"Kosovo needs to be seen as a country that is committed to fighting corruption."
U.S. Assistant Secretary of State Philip Gordon visited Kosovo on his recent tour of the Balkans. He stressed the importance of establishing and nurturing a free-market economy and the necessity for rule of law in attracting foreign investors. "Kosovo needs to be seen as a country that is committed to fighting corruption," said the Assistant Secretary "that it's committed to strengthening its democracy."
The United States is encouraged by the on-going European Union, or EU-facilitated dialogue between Serbia and Kosovo in light of Serbia's strong initial objections to Kosovo's independence in 2008. The United States' vision for this region, said Assistant Secretary Gordon, "is one in which both Kosovo and Serbia move down the path towards European integration, and for that to happen the two countries need to agree on practical matters that improve the lives of all people in both countries." One such issue includes allowing goods from Kosovo through Serbian customs. The two sides are also working to reach agreements on energy, telecommunications, land and civil registries, freedom of movement and regional cooperation.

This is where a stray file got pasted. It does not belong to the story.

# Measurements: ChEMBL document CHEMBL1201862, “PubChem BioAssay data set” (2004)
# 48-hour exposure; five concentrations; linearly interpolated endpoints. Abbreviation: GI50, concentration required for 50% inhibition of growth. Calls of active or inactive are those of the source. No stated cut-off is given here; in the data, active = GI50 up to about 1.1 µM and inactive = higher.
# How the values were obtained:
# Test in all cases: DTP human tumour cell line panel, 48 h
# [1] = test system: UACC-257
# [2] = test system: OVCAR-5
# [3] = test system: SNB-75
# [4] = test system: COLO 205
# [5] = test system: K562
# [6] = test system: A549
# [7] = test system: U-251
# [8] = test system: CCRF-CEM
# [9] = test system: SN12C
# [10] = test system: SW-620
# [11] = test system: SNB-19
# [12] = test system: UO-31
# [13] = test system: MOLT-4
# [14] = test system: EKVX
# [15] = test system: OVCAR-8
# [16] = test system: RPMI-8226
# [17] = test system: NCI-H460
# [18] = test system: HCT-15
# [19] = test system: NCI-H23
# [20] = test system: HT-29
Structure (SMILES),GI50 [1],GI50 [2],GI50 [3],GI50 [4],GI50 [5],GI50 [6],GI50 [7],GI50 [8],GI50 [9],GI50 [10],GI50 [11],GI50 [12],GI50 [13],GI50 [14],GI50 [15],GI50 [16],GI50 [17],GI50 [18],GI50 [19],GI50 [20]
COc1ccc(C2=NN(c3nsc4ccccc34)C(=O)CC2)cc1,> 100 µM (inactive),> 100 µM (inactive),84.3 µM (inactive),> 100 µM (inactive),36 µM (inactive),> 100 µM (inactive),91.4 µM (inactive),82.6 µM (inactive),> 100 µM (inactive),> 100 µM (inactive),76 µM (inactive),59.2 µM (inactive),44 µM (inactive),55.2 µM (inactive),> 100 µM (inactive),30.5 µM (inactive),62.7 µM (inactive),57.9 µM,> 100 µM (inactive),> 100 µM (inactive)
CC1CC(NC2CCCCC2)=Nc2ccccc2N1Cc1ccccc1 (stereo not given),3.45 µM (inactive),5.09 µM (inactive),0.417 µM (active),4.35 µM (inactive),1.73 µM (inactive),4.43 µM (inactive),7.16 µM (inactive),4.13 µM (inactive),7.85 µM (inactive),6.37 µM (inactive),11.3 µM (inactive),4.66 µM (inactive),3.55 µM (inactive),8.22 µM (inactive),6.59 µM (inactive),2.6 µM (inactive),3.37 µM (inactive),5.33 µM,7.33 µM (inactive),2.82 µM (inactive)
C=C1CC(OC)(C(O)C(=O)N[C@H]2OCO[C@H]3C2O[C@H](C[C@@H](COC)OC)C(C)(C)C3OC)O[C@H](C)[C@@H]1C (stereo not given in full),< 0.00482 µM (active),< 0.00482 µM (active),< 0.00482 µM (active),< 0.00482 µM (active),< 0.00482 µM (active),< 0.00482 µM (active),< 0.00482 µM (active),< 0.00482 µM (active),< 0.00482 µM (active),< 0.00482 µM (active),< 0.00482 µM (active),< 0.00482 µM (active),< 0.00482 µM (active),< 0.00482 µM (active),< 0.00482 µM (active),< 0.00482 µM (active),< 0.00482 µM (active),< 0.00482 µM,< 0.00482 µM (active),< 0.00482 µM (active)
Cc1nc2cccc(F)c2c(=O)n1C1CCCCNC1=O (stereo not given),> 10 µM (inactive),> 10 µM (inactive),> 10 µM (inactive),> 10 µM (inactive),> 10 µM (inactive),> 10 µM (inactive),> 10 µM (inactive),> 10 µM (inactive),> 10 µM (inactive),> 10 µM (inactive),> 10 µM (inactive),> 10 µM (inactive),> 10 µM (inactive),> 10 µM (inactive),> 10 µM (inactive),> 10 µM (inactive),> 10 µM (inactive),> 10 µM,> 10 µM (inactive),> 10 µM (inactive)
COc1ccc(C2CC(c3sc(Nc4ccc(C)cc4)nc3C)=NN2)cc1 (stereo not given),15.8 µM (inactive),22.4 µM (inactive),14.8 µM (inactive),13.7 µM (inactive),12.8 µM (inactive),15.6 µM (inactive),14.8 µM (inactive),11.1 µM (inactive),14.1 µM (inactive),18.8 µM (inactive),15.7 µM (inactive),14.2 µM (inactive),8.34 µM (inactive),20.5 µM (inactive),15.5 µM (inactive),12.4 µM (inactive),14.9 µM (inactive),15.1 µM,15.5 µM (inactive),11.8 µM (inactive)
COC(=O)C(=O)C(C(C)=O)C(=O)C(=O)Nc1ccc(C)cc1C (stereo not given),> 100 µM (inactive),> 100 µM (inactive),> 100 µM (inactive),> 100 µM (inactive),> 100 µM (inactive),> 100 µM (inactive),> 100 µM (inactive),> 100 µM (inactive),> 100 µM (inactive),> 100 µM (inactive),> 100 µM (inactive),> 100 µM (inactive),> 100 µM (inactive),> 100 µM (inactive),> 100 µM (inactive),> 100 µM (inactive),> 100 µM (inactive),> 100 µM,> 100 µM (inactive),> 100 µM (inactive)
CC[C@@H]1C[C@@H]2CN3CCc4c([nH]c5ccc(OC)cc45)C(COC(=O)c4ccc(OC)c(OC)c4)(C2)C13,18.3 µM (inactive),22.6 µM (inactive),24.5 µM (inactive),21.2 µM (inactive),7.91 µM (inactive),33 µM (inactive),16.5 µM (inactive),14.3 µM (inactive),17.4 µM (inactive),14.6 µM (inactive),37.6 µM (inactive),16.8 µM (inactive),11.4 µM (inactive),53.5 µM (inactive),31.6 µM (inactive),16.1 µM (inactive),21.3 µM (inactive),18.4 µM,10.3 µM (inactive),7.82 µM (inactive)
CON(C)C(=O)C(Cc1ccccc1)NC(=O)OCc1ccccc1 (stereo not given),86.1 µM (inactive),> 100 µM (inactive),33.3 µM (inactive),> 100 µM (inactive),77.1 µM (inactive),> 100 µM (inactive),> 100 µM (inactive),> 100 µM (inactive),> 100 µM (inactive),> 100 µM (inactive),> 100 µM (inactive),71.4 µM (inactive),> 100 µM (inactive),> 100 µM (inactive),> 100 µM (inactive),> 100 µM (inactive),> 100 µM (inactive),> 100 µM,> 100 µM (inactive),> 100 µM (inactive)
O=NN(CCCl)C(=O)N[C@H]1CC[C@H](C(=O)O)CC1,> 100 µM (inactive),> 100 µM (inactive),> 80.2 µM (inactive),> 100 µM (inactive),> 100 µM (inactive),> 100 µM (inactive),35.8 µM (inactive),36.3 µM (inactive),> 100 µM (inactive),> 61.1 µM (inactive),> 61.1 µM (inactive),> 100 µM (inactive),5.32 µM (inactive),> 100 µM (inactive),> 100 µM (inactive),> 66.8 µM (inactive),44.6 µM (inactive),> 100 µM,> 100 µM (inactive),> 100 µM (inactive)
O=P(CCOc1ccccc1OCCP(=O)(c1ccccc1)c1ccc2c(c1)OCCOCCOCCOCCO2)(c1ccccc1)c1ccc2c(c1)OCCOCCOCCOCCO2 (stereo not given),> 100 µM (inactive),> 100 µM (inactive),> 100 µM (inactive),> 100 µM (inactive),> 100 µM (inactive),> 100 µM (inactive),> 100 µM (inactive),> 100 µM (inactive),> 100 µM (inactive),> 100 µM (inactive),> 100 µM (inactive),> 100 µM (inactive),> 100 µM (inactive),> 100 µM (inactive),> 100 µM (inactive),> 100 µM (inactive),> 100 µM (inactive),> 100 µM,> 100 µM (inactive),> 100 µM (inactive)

With regard to border issues, the United States does not support calls for Kosovo's partition along ethnic lines. Assistant Secretary Gordon was very clear: "We are not contemplating it. We are against it. . . .Partition would have consequences that would be negative for the entire region. We're absolutely clear about our commitment to Kosovo's sovereignty and territorial integrity." There are many ways to ensure that all citizens in Kosovo, including the Serbian minority, are able to have a strong voice in the government, and have their rights and security protected. "A Balkan region based on drawing borders around every ethnic group would be a recipe for disaster," said Assistant Secretary Gordon. There are better ways to accommodate all of Kosovo's citizens.
The United States seeks to have good relations with all the countries in the Balkan region and has worked on a better relationship with Serbia without putting aside our views on Kosovo. EU membership is "our vision for the entire region," said Assistant Secretary Gordon, "and it requires us to have good, strong, and friendly relations with all the countries in the region."